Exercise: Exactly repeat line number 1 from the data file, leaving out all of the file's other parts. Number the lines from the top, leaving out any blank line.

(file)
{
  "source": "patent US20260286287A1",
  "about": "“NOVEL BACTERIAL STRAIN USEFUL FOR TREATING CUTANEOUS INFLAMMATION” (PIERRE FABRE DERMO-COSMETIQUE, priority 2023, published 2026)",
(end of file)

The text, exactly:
{